Remember – business process controls are detailed tasks that support proper process execution, mitigation of discovered risks or even their prevention in the first place.
To do so, first define the control steps within your process models (see the graphic above). The description of the business process control includes, among other things, the type of control, frequency, responsibilities, technical resources used, and applicable documents.
When it comes to the frequency and intensity of the control, it’s important to emphasize that this should be adapted to the requirements of individual process. On one hand, this allows the risk to be limited as far as possible and, on the other, prevents the process from becoming cumbersome due to too many control measures.
To ensure effective process execution, we also recommend having the execution of business process controls confirmed at periodic intervals. This can be done, for example, in the form of protocols, e-mails or as confirmation in a system. In this way, you can track and also prove the correct execution of your business process controls at any time. This is particularly useful for audits by internal revision or external certification authorities.
Step 4: Test business process controls and identify control gaps
In addition to the specification of business process controls, it’s also essential that you regularly test them for appropriateness and effectiveness. As part of the so-called control tests, you analyse whether the control evidence has been provided in the period under review and whether you have achieved your defined process objectives. This enables you to quickly uncover control gaps and identify potentials for improvement. You should also document the results of the control tests and any other considerations.
Step 5: Optimize business processes, risks and business process controls
If you’ve discovered room for improvement, for example through control tests or with regards to your risks, you can optimize your processes with the help of concrete measures. Measures are characterized foremost by their project character and differ significantly from controls in this respect. In most cases, measures are planned, implemented and completed once. At this point, we recommend involving both the affected persons and the audit in the optimization process.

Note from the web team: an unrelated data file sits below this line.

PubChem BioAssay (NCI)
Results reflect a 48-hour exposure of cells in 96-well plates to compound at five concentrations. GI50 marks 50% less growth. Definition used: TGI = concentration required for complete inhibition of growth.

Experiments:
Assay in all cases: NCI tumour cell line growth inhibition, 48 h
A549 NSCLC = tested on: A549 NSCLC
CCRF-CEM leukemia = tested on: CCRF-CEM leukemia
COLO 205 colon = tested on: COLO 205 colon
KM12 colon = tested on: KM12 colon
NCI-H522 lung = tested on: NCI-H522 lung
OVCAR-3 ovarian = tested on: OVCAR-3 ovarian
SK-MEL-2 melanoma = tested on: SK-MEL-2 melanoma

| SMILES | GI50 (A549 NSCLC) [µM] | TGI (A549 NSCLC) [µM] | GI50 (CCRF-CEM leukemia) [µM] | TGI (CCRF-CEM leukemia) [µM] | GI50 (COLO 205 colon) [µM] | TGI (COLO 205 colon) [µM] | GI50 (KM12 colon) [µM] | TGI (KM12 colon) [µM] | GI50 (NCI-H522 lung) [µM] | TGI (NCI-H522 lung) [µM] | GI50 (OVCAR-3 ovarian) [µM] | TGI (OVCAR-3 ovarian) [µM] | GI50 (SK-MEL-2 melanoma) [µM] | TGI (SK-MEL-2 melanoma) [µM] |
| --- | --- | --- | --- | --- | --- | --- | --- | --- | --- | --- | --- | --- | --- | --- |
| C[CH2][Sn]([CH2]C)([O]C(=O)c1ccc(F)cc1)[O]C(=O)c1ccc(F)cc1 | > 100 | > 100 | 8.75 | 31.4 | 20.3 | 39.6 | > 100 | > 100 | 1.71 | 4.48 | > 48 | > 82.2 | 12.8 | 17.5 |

Step 6: Leverage reports and dashboards
Use reports and dashboards for your specific requirements. In addition to increased transparency, you also benefit from a holistic view of upcoming tasks for all roles involved in the process.
The process documentation as the basis for business process controls
The basis for the introduction of business process controls is, of course, detailed process documentation. This starts at the process landscape level and usually ends with a detailed description of all work steps at the operational level.
Therefore, if you have not yet created any process documentation yet, we strongly recommend starting with that as a very first step. You can read all important information on this topic in our process documentation guide.
A business process management software, like the renowned BPM suite ADONIS, can provide great support in this endeavor. Advantages range from simple and standardized documentation of processes, process clarity and transparency, to the increase in quality that comes with it. For these reasons and more, companies increasingly turn to BPM software for their manifold added-benefits.
So, if you’ve already documented your processes with tool support, your first big milestone is covered. This makes it all the easier to build on this foundation and implement your business process controls using an ICS software. Just kick off with step 1 directly (Identify relevant business processes) and make sure your processes operate seamlessly.
As you can see, business process controls (i.e., an internal control system) are an incredibly helpful asset for process owners. They support you in achieving your process goals, adhering to compliance requirements, managing process risks and accelerating your business processes. Further advantages include easy sourcing of recommendations for improvement, as well as the integrated view of processes, risks, controls, measures and much more.
In our free poster you will find a compact overview of the 6 steps and all essential information at a glance. What’s more, we’ve included some of our key tips and best practices to help you get even more out of your processes!
Of course, if you’d like to discuss your individual use case, one of our process experts will gladly answer all your questions. Simply fill out our contact form below and we will get back to you shortly!